All posts by Margot Kiser

I am a Kenya-based American correspondent, focusing on conflict in East Africa. I have contributed to Newsweek, Al Jazeera, The Daily Beast, among others. Follow me on Twitter: @margotkiser1 Best long read ByLiner 2011 for my Newsweek feature, 'Pirates in Paradise' http://byliner.com/margot-kiser/stories http://www.newsweek.com/authors/margot-kiser

Monet’s Equatorial Hanging Garden

Tarzan was never keen on celebrating Xmas, Thxgiving, Easter (huh?), birthdays, etc., so. If I weren’t having lunch with a friend at the Norfolk hotel that day, I’d have never remembered “Turkey day”.  The  formal dining room was empty when smiling hotel staff wearing tall white chef hats served up the perfunctory holiday fare. I suspected the meal was available for American hotel safari wageni (guests), since most expats live in Muthaiga area, near the US Embassy. We dined on the open terrace over-looking the garden with its mature trees in the old section of the hotel.  Under a new shaded terrace solo backpacker types sat draped over their Macs – free loading off the swank hotel’s wireless internet.

My friend, a “Muhindi” (Swa for an Asian Indian), heaped his plate with fried chicken and mashed potatoes. I feasted on ham, stuffing and Papadams.

We talked about real estate and politics which is pretty much what everyone here talks about.

Speaking of movers and shakers, said my lunch companion spying over my shoulder, there are some over there.

Behind me sitting with one long leg thrown  over the other was a slick, overly self-aware African, whom I vaguely recognized.

Jeff Koinange, CNN’s former Africa correspondent. He was so tall,  he slouched in his seat as he spoke with two other Kenyans.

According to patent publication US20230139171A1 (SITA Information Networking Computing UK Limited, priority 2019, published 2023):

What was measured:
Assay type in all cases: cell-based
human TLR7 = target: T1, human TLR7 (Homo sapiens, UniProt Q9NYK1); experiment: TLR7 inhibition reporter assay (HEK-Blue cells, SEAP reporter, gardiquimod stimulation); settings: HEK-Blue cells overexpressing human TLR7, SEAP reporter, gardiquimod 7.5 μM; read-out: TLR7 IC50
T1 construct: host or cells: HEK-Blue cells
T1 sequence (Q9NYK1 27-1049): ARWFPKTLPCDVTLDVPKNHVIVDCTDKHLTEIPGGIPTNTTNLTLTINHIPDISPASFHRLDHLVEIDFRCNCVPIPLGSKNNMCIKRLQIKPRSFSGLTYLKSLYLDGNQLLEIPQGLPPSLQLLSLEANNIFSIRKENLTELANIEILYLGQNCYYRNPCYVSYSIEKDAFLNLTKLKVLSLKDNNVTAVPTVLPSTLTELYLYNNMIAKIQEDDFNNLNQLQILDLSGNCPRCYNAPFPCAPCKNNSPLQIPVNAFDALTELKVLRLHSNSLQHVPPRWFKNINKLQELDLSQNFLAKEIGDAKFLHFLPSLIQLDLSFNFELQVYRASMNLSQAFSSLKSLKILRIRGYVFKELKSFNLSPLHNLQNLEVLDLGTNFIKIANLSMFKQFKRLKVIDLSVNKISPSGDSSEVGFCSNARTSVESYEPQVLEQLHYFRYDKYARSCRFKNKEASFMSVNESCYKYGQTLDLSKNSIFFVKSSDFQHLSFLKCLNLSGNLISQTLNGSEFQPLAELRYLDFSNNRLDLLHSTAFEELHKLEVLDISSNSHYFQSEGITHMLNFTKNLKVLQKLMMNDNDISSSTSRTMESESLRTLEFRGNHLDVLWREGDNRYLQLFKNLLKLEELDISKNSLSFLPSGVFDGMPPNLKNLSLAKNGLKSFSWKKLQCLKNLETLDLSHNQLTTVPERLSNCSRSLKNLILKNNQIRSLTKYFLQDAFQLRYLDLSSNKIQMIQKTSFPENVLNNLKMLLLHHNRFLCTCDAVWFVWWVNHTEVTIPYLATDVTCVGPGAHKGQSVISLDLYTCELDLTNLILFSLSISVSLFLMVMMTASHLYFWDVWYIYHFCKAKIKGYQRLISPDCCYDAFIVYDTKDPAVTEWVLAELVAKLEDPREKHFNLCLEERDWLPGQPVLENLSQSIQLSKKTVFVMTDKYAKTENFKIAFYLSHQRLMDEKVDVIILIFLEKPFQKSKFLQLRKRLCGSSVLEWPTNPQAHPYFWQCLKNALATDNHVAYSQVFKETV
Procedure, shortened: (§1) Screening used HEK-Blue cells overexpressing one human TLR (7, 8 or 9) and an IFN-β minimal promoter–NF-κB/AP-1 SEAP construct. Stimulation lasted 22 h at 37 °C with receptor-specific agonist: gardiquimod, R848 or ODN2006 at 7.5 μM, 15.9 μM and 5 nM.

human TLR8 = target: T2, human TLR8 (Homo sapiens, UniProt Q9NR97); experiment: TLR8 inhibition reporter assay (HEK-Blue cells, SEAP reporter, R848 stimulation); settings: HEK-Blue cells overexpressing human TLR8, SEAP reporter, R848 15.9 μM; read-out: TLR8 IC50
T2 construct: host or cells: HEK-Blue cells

Media titans, my friend said. I Googled Koinange.  All I can say is…..oops. Apparently, he now works in South Africa.

Ha, unless they’re Bloomberg or Ted Turner, even at their peak correspondents are not movers and shakers. At the end of the day, they’re actors. In the end, maybe we’re all actors capable to some degree of dissembling to get what we want.

Thought Thanksgiving was all but over until my friend, Liz, took me to Sunday lunch at the Muthaiga club, where  I encountered more turkey, ham and stuffing served again in cursory fashion.

Did I double take in the women’s bathroom when I noted something wrong with a large print of Monet’s waterlilies. The waterlilies were hanging upside! My first instinct was to turn it right side up. Liz came in and we tried righting it, but it was nailed to the wall.

After posting the image on FB, ET said that her son was responsible for the prank. Turning art on its head?

Of course, I wondered how long it had been hanging that way. My friend, Erin, was at the Muthaiga club when she checked her FB. After inquiring at the front desk, she reckoned that the print had been hanging that way since 1978.

Eid al Hajj celebration in Lamu, Kenya

Seems only fitting that an ancient Muslim tradition was celebrated today with  a race between ancient Arab fishing dhows. This part of Eid is less about fasting (Ramadan,  a word that reminds me of Papadam) than it is about the journey to Mecca in November.

Who goes to Mecca anyway?

A successful, middle-aged acquaintance, Hamid, left for Riyadh two weeks ago. Another friend of mine, Salim, tells me the rich at heart  – and wallet – get to go to Mecca, since he can prove to Allah and his peers that he can leave home for an entire month and still provide for his family. Maybe it’s a maccho thing, but this show of stamina reminds me a little of my Montana peers who abstain from alcohol for the month of February (perhaps not coincidentally the shortest month) to pr